The mission of the project is to provide individuals with an effective alternative to high interest predatory loans and to create a community where individuals are provided with financial mentorship and consumer protection information by members of St. Vincent de Paul and others who have lived experience struggling with access to financial services.
Provide Low-Interest Loans
Loans will be provided for one-time expenses to individuals who can demonstrate that they have the ability to pay back the loan. We want individuals to succeed – so we will not be providing low-income loans for expenses such as rent, food, or utilities. We will provide loans for expenses such as a car repair, a home repair, or fees to take a class. When individuals are provided with a loan – they will also be provided with their own credit union account. They can also use this account for direct deposit of paychecks and to cash checks for free.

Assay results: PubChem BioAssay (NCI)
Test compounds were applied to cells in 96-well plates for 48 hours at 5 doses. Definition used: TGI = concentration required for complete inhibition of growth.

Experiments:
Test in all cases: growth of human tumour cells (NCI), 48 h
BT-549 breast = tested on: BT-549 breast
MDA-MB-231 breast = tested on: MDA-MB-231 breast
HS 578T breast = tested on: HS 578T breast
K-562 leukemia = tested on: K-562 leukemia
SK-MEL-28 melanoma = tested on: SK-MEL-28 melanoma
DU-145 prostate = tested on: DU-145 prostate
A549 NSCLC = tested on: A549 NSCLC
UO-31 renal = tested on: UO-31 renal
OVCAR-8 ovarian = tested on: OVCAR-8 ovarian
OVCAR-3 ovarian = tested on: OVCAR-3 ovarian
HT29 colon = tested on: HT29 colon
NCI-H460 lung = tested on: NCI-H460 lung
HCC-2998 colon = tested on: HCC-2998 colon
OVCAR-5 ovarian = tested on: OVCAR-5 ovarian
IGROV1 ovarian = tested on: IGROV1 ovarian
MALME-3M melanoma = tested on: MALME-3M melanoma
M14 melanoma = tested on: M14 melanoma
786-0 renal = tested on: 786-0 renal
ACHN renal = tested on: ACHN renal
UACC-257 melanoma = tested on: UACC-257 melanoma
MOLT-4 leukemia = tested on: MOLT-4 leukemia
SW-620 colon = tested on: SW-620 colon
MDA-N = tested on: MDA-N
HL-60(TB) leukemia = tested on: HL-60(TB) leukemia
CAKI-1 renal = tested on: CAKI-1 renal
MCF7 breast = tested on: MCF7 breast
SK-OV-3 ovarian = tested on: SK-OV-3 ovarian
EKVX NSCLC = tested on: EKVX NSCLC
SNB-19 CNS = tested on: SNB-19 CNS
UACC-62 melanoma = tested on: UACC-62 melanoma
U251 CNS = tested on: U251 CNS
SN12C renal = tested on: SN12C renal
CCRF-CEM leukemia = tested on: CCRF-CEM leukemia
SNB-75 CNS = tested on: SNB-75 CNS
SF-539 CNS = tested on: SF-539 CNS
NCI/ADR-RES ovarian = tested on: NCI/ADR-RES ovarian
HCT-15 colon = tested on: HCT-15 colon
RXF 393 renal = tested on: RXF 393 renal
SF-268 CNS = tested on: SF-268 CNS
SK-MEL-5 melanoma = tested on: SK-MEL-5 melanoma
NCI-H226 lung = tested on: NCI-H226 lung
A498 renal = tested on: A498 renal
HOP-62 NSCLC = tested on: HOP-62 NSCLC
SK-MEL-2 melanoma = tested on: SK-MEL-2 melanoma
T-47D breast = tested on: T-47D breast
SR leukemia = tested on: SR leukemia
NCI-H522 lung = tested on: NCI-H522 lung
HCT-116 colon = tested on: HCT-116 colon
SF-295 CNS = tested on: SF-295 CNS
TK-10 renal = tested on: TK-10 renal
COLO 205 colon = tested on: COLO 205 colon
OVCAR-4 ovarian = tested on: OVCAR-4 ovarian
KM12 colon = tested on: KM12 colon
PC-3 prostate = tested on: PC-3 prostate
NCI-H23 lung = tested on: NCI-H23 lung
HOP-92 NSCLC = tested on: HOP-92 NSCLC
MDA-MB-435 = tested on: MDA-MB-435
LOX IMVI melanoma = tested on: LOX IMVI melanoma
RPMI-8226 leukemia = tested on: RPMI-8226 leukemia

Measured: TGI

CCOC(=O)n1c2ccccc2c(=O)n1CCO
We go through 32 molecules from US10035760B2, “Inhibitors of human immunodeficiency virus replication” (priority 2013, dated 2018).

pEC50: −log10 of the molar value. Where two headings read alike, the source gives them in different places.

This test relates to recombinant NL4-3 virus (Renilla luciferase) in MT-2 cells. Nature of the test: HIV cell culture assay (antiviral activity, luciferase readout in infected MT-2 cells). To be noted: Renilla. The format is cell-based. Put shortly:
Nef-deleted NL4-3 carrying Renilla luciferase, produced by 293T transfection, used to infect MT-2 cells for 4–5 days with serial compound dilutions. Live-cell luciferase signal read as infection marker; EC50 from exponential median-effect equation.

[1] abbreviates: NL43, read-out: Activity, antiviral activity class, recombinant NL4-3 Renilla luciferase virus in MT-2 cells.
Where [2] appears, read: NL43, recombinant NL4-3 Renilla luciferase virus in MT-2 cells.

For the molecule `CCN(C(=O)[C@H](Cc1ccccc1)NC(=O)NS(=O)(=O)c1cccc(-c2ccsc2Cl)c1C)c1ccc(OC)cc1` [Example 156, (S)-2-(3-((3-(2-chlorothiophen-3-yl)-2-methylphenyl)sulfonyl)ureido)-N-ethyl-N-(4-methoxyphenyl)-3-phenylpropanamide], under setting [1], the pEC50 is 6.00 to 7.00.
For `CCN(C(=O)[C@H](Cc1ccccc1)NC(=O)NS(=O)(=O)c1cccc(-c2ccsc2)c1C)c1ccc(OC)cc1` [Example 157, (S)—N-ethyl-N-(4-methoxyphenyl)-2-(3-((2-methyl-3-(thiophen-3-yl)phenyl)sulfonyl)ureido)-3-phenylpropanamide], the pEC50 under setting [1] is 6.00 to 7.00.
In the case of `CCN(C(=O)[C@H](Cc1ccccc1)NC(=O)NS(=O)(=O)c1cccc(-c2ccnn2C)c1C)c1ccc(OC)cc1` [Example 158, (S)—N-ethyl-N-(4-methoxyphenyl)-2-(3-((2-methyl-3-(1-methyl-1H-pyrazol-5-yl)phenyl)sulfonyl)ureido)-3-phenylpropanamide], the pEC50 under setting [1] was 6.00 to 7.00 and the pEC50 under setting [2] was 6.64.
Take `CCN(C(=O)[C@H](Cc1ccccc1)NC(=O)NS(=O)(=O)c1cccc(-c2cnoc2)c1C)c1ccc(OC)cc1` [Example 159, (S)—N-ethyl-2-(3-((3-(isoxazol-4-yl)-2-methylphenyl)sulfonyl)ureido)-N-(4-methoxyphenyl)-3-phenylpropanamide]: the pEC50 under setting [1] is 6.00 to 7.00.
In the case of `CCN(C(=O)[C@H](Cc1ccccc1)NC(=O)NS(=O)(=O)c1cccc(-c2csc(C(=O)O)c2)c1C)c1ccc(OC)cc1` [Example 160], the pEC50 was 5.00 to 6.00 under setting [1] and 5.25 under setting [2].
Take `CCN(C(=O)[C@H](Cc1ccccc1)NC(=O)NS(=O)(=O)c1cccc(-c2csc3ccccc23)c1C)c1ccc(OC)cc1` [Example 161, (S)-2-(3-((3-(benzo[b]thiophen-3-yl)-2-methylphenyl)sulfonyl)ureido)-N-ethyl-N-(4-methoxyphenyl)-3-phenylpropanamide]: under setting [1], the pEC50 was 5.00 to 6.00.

Individuals who need help with food, rent, or utilities will be referred to a Saint Vincent de Paul conference for emergency assistance.
Provide Community Support
We want individuals to be successful in repaying their loans. We also want to provide other resources an individual may need. Individuals that request loans will be provided with assistance in determining a reasonable budget to pay back the loan.
Additionally, individuals will work with a mentor. This mentor will provide information on finances, as well as consumer protection information, such as how to avoid financial scams and connect to other community resources, such as free tax preparation to avoid high-interest refund anticipation loans.
If the individual encounters a barrier to loan repayment – the mentor will work them to find a solution to the issue.
If you are interested in more information about microloan eligibility, please contact your local St. Vincent de Paul Conference in the Columbus Diocese, Licking County only. Beginning this fall (2016), the Microloan Program is only available in Licking County. Partnerships are still being developed in Franklin County and Ross County.